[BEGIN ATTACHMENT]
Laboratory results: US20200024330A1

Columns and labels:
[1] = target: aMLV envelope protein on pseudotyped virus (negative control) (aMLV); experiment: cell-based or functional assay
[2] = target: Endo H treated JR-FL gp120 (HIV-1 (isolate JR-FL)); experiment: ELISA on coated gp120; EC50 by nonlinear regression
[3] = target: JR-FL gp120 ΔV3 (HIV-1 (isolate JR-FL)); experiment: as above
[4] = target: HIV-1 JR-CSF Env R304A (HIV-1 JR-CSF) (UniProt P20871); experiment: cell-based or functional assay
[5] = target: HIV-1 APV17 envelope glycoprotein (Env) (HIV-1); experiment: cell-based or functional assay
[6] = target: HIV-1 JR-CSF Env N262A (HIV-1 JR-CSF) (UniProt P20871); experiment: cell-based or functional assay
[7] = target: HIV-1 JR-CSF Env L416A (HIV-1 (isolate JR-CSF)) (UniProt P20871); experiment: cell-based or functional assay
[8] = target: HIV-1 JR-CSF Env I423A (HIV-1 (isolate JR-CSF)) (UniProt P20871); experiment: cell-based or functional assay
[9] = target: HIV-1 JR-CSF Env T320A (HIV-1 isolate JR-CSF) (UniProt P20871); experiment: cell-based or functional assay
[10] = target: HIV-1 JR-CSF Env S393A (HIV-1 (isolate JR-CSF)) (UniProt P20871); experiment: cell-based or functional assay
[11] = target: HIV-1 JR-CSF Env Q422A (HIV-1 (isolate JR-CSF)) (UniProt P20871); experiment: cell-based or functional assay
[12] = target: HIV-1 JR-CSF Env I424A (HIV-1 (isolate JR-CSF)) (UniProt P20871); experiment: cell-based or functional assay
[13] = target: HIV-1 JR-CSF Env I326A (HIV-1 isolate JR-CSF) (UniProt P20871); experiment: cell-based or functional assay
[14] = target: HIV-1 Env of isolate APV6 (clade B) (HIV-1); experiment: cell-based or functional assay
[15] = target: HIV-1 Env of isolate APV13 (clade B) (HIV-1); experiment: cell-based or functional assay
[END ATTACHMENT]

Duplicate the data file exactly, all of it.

Laboratory results: US20200024330A1

Columns and labels:
[1] = target: aMLV envelope protein on pseudotyped virus (negative control) (aMLV); experiment: cell-based or functional assay
[2] = target: Endo H treated JR-FL gp120 (HIV-1 (isolate JR-FL)); experiment: ELISA on coated gp120; EC50 by nonlinear regression
[3] = target: JR-FL gp120 ΔV3 (HIV-1 (isolate JR-FL)); experiment: as above
[4] = target: HIV-1 JR-CSF Env R304A (HIV-1 JR-CSF) (UniProt P20871); experiment: cell-based or functional assay
[5] = target: HIV-1 APV17 envelope glycoprotein (Env) (HIV-1); experiment: cell-based or functional assay
[6] = target: HIV-1 JR-CSF Env N262A (HIV-1 JR-CSF) (UniProt P20871); experiment: cell-based or functional assay
[7] = target: HIV-1 JR-CSF Env L416A (HIV-1 (isolate JR-CSF)) (UniProt P20871); experiment: cell-based or functional assay
[8] = target: HIV-1 JR-CSF Env I423A (HIV-1 (isolate JR-CSF)) (UniProt P20871); experiment: cell-based or functional assay
[9] = target: HIV-1 JR-CSF Env T320A (HIV-1 isolate JR-CSF) (UniProt P20871); experiment: cell-based or functional assay
[10] = target: HIV-1 JR-CSF Env S393A (HIV-1 (isolate JR-CSF)) (UniProt P20871); experiment: cell-based or functional assay
[11] = target: HIV-1 JR-CSF Env Q422A (HIV-1 (isolate JR-CSF)) (UniProt P20871); experiment: cell-based or functional assay
[12] = target: HIV-1 JR-CSF Env I424A (HIV-1 (isolate JR-CSF)) (UniProt P20871); experiment: cell-based or functional assay
[13] = target: HIV-1 JR-CSF Env I326A (HIV-1 isolate JR-CSF) (UniProt P20871); experiment: cell-based or functional assay
[14] = target: HIV-1 Env of isolate APV6 (clade B) (HIV-1); experiment: cell-based or functional assay
[15] = target: HIV-1 Env of isolate APV13 (clade B) (HIV-1); experiment: cell-based or functional assay